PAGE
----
SHE SCREAMS is a monthly series in which Emily Gagne discusses being a girly horror fan.
When I was a toddler, I had two favourite movies: E.T. and Beetlejuice. The former film, which came out quite a few years before I was born, became my first cinematic obsession, in that I would watch it repeatedly and eventually wear out my VHS tape (the E.T. shirt I wore most days is still alive, despite being washed almost every night for a while). The latter film may have been all the more important, however, as it was less of an love affair and more of an instructional manual for years and years to come.
You see, while I definitely was a Gertie, a shy kinda blonde kid with curiosity and love for strange creatures that scared other kids, way back when, the moment I laid eyes on Lydia Deetz, Winona Ryder’s character in Beetlejuice, I knew I had a new lifelong idol. Not only was Lydia awesome in a fashion sense, with her rocking that pale skin and black wardrobe; she was also super cool in her attitude about herself and her preferences. She was, as she says, strange and unusual in every sense and not afraid to admit it to herself, or the friendly ghosts haunting her house. (Heck, her naturally supernatural nature is what let her see the ghosts in the first place!)
I’m not sure I was aware of my own strange and unusual status as a young child, but considering my movie preferences, I may have been classified as such by my peers and even my parents. After all, most of my friends could barely sit through a scene of Beetlejuice, never mind E.T (so many people were afraid of him and I still don’t get it!) at the time. And I continued to be that strange and unusual girl as I grew older and found myself torn between Disney princesses and PG-13 horror queens. But unlike Lydia, sometimes I was afraid to fully own up to it, especially as some of my friends totally wanted to play Spice Girls with me but would run for the hills at the mention of I Know What You Did Last Summer. The only times I’d Lydia it up was with my one likeminded friend (and future horror co-producer!) and … maybe the people working at my favourite videostore (they wouldn’t judge when I rented Creepshow and Clueless on the same day).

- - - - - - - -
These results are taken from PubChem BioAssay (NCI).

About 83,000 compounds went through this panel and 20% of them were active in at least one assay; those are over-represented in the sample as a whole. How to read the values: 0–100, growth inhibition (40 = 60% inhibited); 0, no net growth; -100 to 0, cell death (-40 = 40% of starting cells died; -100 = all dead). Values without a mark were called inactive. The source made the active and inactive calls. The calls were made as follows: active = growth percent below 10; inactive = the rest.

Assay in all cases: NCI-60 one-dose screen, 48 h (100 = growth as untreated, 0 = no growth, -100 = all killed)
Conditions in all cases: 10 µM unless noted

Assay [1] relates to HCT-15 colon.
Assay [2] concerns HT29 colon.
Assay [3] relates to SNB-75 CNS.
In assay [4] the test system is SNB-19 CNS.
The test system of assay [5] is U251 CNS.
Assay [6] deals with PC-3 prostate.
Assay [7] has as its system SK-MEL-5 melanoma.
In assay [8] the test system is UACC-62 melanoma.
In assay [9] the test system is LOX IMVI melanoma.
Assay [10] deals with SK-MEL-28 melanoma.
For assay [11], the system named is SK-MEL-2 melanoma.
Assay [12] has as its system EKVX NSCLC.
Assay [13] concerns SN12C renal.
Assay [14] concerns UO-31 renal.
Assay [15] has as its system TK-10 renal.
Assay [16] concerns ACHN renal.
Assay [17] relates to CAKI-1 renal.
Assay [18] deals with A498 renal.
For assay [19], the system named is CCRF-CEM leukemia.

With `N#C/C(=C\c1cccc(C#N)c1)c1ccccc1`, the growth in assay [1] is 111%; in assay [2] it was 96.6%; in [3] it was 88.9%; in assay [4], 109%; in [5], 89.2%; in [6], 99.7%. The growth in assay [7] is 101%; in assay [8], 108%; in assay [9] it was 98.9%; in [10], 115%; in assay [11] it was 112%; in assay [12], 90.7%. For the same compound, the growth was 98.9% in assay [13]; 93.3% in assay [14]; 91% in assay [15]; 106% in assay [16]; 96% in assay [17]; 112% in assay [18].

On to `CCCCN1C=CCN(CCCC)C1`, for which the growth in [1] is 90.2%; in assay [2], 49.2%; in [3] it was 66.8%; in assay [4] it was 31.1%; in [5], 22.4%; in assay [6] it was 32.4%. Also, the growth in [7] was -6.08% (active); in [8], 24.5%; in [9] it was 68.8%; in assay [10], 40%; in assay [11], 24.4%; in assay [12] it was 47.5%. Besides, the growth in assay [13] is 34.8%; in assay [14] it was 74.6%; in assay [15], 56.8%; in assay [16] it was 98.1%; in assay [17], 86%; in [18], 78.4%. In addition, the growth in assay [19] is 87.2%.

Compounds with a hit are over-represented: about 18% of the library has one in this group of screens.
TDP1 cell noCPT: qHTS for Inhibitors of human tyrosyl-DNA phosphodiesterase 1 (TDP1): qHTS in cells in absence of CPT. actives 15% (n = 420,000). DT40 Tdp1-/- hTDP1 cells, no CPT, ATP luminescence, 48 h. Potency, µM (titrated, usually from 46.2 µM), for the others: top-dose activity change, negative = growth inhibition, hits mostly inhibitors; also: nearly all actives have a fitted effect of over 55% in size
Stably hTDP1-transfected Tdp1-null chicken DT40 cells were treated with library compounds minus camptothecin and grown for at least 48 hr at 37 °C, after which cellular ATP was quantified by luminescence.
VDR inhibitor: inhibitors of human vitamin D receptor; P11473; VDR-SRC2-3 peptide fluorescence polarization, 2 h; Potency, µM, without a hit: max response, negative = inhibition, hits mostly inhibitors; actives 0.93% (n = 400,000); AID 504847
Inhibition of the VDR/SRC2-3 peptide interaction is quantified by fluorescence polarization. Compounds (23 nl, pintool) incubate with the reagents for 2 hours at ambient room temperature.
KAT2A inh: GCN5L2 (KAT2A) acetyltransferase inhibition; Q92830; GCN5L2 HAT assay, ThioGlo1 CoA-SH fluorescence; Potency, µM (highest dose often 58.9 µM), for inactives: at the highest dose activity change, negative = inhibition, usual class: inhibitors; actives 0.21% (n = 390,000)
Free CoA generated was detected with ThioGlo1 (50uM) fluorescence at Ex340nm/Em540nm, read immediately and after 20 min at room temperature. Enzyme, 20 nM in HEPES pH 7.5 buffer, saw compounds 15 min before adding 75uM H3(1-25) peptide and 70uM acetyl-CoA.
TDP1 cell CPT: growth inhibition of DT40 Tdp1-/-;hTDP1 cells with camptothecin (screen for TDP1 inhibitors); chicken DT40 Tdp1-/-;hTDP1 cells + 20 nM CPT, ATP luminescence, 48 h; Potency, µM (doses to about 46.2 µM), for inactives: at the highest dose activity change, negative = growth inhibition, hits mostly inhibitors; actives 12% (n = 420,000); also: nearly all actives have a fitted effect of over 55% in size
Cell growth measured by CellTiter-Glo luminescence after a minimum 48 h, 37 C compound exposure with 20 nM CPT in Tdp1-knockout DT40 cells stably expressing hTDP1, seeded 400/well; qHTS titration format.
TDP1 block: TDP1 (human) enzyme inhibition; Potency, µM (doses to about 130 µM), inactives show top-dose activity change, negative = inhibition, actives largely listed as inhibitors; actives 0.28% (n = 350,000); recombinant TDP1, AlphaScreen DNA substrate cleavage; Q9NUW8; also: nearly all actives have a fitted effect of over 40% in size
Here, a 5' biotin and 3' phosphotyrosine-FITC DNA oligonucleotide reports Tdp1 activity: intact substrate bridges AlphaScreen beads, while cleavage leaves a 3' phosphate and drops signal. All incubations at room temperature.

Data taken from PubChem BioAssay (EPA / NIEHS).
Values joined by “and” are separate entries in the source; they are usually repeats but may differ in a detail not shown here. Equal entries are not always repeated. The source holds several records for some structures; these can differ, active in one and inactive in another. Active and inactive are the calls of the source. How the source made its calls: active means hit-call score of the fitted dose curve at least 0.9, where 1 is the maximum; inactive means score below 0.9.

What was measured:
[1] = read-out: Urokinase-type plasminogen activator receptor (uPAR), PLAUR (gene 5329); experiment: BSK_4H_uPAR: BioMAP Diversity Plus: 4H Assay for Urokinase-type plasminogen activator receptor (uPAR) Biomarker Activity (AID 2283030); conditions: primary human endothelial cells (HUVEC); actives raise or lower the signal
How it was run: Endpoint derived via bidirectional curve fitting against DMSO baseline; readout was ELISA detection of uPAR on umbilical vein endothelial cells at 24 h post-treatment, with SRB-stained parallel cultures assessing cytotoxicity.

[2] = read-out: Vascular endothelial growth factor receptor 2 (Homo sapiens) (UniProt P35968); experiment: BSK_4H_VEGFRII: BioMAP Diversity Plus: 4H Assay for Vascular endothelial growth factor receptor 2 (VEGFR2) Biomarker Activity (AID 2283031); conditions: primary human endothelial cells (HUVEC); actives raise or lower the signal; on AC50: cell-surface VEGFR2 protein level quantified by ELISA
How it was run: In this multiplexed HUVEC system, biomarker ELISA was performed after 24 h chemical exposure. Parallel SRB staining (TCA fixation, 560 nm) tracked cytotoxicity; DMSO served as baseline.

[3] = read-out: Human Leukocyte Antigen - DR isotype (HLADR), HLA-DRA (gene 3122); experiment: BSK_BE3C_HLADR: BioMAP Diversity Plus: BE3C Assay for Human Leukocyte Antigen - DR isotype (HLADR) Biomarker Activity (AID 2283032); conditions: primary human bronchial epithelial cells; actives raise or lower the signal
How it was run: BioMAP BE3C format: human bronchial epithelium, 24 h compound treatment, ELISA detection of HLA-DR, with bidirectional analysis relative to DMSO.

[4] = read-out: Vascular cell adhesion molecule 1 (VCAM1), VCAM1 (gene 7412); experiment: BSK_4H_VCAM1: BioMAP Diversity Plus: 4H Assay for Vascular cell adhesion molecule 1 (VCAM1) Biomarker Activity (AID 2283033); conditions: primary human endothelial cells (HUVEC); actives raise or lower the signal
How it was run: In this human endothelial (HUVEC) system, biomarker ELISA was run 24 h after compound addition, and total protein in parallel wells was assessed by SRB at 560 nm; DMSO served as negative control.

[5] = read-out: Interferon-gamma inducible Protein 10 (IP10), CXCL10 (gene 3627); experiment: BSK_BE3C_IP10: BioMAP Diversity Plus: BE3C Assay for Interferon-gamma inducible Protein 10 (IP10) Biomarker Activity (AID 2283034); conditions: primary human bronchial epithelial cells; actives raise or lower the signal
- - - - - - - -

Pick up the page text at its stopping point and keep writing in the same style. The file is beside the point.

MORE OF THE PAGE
Even though I wasn’t channeling Lydia in the ways I wanted to for a lot of my early life, I remained obsessed with her through my high school years, especially as I explored more and more Winona movies (Mermaids would teach even more lessons about repression!). I didn’t even need to watch the movie again and again to feel a kinship with her. Because, hey, I was living that strange and unusual life, right? After all, I was the girl who wanted to watch slasher movies after the sleepover party was over (oh how I hated trying to bring up watching the sequel to that horror flick you watched on a Monday morning and being brutally rebuffed) and who begged her horror-hating mom to let her dress up as “something dead” for Halloween to no avail (thank god I got to be Buffy in Grade 5, a step in the morbidly feminine direction, I suppose). I was, like Lydia, different from anyone and destined to be alone (so alone!) in a lot of my thoughts and tastes for the imminent future (a.k.a. until I died and got my personal copy of the Handbook for the Recently Deceased).